Paul Benedict (September 17, 1938 – December 1, 2008) was an American character actor who made numerous appearances in television and movies beginning in the 1960s. He is probably best recognized for his roles as The Number Painter on the PBS children’s show Sesame Street, and as the quirky English neighbor "Harry Bentley" on the CBS sitcom The Jeffersons.
Death of Paul Benedict
On December 1, 2008, Benedict was found dead at his home in Martha’s Vineyard, Massachusetts. Paul Benedict was 70 years old at the time of his death.
Benedict was born in Silver City, New Mexico, the son of Alma Marie (née Loring), a journalist, and Mitchell M. Benedict, a doctor. He grew up in Massachusetts. As a young man, he suffered from acromegaly, a pituitary disorder that affects the extremities and face, which accounted for his slightly oversized jaw and nose.
As could be heard in his other film and TV roles, he had a slight English accent even when not in character as Bentley. Benedict played the director of the Richard III production in the 1977 movie The Goodbye Girl starring Richard Dreyfuss, in which Richard was to be portrayed in the play as a stereotypical gay man. He was in a short scene in the 1984 mockumentary film This is Spinal Tap, playing the awkward desk clerk who checks in the band. In the 1990 film The Freshman, he played the condescending NYU film school professor of Matthew Broderick’s main character. He also made a memorable appearance as the incorrectly assumed title character in the 1996 film Waiting for Guffman, another mockumentary involving many of the same writers and actors.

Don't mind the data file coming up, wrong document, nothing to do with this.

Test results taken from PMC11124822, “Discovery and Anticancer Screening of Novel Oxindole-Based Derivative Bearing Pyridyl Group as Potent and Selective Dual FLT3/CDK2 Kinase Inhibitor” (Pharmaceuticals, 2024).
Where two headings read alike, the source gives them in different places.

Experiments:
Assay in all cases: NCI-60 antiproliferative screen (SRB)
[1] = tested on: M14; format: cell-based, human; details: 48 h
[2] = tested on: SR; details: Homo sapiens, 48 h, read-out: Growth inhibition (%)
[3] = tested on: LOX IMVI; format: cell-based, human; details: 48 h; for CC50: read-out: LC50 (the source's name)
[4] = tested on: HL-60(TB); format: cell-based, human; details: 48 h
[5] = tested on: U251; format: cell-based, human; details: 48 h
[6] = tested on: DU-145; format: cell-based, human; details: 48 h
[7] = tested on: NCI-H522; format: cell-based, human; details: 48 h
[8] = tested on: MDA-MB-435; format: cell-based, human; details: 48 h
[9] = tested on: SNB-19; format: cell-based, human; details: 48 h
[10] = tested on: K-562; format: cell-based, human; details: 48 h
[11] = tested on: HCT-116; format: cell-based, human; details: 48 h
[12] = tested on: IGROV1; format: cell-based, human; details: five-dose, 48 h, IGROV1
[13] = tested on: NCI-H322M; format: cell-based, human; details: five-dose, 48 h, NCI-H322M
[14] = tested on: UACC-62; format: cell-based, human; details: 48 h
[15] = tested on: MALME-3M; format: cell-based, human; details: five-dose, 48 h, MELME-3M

Benedict also played the role of a slave trader in Dino De Laurentiis’ Mandingo opposite James Mason and Perry King in 1975. Perhaps his best known movie role was of the reverend Lundquist in the 1972 Sydney Pollack film Jeremiah Johnson.